hostname vEOS-1
enable secret arista
username admin secret arista
vlan 10
vlan 20
interface Ethernet1
switchport mode trunk
switchport trunk allowed vlan 10,20
no shutdown
interface Ethernet2
switchport mode access
switchport access vlan 10
no shutdown
interface Ethernet3
switchport mode access
switchport access vlan 20
no shutdown


hostname vEOS-2
enable secret arista
username admin secret arista
vlan 10
vlan 20
interface Ethernet1
switchport mode trunk
switchport trunk allowed vlan 10,20
no shutdown
interface Ethernet2
switchport mode access
switchport access vlan 10
no shutdown
interface Ethernet3
switchport mode access
switchport access vlan 20
no shutdown


ip /24


ip /24


ip /24


ip /24

9. Test it out
PC1 ping PC3

PC1> ping icmp_seq=1 ttl=64 time=59.008 ms icmp_seq=2 ttl=64 time=26.003 ms icmp_seq=3 ttl=64 time=28.504 ms icmp_seq=4 ttl=64 time=27.003 ms icmp_seq=5 ttl=64 time=26.504 ms

PC2 ping PC4

PC2> ping icmp_seq=1 ttl=64 time=26.004 ms icmp_seq=2 ttl=64 time=26.503 ms icmp_seq=3 ttl=64 time=26.004 ms icmp_seq=4 ttl=64 time=26.003 ms icmp_seq=5 ttl=64 time=25.503 ms

Well, it works great and does what I need it to do for a special test I want to try out, which I hope to post within the next month.

Enjoy everyone and thanks again to Radovan Brezula.

This post ‘Installing Arista vEOS in VirtualBox and GNS3’ first appeared on



UPDATE: You will not be able to run this specific version against the latest Mininet 2.2. There was a change in Mininet that removed a class that MiniEdit referenced. But there is good news. MiniEdit has been included in the Mininet 2.2 distribution and has this bug fixed in it. So if you want MiniEdit that was released with Mininet 2.2, grab it from the link below.


Out with another update. As I mentioned in my last post, I’m going to start using new functions in Mininet that are not backward compatible with Mininet 2.1.0 or older. So to use this version, you will need to have the latest version of Mininet from GITHUB.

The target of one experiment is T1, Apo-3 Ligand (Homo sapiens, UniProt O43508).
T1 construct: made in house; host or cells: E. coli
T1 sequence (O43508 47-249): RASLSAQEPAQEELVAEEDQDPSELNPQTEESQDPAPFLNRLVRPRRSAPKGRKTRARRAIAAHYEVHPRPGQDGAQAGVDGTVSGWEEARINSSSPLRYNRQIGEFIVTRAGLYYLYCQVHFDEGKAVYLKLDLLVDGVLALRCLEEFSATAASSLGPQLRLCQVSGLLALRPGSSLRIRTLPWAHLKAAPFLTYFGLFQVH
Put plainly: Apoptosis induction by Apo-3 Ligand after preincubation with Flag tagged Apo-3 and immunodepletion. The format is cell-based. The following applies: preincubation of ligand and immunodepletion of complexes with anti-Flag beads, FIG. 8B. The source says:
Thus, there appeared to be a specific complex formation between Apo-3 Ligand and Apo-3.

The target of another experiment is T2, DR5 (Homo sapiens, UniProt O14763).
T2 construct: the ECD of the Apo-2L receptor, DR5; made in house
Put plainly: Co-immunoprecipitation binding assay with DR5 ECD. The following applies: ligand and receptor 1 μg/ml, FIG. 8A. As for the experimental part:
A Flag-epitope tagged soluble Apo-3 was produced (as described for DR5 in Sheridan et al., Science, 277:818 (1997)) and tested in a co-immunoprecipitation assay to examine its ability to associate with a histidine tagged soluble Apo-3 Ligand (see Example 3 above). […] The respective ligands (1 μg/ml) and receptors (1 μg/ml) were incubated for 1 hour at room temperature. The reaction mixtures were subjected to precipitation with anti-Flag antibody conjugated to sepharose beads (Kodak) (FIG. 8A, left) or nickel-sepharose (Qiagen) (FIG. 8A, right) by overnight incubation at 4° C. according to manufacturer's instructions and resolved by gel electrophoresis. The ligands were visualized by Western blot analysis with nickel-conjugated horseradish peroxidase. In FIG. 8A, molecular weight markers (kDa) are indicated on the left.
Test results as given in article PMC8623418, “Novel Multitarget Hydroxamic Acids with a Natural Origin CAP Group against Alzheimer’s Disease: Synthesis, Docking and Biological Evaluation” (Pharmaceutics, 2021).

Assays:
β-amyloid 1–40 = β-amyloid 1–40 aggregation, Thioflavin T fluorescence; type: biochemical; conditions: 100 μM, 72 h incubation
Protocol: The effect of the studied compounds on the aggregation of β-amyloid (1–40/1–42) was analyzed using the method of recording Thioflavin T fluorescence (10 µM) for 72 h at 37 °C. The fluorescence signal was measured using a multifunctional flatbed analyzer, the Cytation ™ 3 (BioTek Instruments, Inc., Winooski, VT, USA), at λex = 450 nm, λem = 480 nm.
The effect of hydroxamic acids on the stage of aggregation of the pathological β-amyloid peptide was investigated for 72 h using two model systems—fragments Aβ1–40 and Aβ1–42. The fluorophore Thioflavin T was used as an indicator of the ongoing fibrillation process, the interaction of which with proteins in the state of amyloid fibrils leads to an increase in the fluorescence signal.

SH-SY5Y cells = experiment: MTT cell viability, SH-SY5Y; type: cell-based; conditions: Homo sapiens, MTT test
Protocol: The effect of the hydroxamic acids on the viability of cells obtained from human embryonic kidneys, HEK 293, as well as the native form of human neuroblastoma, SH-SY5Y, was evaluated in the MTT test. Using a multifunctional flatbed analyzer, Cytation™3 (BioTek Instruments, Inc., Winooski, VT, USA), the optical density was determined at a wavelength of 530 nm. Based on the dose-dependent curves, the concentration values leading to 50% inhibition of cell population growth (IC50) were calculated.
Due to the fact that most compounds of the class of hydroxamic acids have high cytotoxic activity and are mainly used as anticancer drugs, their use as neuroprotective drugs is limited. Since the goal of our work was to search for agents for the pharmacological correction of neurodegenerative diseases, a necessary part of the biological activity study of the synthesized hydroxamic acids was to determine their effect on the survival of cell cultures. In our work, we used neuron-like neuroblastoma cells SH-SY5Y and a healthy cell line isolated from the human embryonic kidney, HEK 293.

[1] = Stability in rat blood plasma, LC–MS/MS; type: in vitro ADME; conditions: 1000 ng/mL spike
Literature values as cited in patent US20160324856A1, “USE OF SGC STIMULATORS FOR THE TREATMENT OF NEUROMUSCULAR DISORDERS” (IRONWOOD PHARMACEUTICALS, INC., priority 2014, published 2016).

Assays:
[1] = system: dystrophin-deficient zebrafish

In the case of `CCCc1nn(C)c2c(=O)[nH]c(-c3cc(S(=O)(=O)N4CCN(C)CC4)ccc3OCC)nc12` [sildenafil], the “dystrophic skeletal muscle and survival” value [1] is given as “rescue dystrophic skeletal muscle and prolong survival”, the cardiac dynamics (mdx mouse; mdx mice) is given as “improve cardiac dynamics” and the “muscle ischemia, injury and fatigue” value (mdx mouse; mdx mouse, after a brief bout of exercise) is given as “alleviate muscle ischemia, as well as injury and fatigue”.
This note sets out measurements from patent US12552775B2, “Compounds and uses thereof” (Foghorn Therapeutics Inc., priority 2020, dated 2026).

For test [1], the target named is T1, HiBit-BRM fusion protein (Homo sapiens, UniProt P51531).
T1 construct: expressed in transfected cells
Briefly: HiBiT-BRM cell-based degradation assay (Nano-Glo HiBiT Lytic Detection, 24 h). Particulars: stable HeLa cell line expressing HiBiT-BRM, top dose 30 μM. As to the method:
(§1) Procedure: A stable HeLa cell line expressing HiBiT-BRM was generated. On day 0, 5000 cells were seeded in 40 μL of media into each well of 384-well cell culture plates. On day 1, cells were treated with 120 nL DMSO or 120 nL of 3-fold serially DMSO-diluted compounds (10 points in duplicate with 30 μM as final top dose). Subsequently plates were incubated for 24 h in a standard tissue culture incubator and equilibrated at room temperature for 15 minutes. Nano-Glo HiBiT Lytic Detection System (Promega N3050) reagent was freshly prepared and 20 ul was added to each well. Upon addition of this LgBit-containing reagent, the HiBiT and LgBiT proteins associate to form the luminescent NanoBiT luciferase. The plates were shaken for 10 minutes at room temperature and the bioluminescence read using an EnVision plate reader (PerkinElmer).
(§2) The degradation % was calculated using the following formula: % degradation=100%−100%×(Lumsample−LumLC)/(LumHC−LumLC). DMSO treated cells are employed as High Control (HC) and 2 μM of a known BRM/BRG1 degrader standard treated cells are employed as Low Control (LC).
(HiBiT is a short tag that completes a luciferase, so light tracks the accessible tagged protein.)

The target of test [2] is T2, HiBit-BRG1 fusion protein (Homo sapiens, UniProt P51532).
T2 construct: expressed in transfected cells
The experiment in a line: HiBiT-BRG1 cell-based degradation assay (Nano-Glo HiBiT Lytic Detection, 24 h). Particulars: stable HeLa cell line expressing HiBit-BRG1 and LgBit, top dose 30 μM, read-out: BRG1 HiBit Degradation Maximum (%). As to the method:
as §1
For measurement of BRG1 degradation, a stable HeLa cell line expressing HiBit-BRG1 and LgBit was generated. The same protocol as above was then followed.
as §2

• Support TCP or SSL for remote controller
    • Some UI layout changes in the host and switch properties.
    • Support new Mininet HostWithPrivateDirs class. Allows you to mount private directories for each host which can also be mounted over an existing directory like /var/tmp or an application directory like /etc/httpd.  Another example is available in Mininet in
    • Replace custom code to set OF protocols with new Mininet OVSSwitch parameter. Below is an example of the new usage in Mininet.
s2 = net.addSwitch( 's2', protocols='OpenFlow13' )
s2 = net.addSwitch( 's2', protocols='OpenFlow13,OpenFlow11' )

Download MiniEdit here.

This post ‘MiniEdit’ first appeared on


Mininet and Open vSwitch on CentOS 7

The following are the steps I took to get Mininet running in CentOS 7.  I ran into many issues trying to get OVS installed and running.  There was a conflict between the OVS script tools starting OVSDB and SELinux.  I had to set SELinux to Passive to work around it.  So depending on what system you are running this on,  be advised of the following steps and what system level settings I changed for security.  I assume most of these will be corrected once OVS officially supports CentOS/RHEL 7.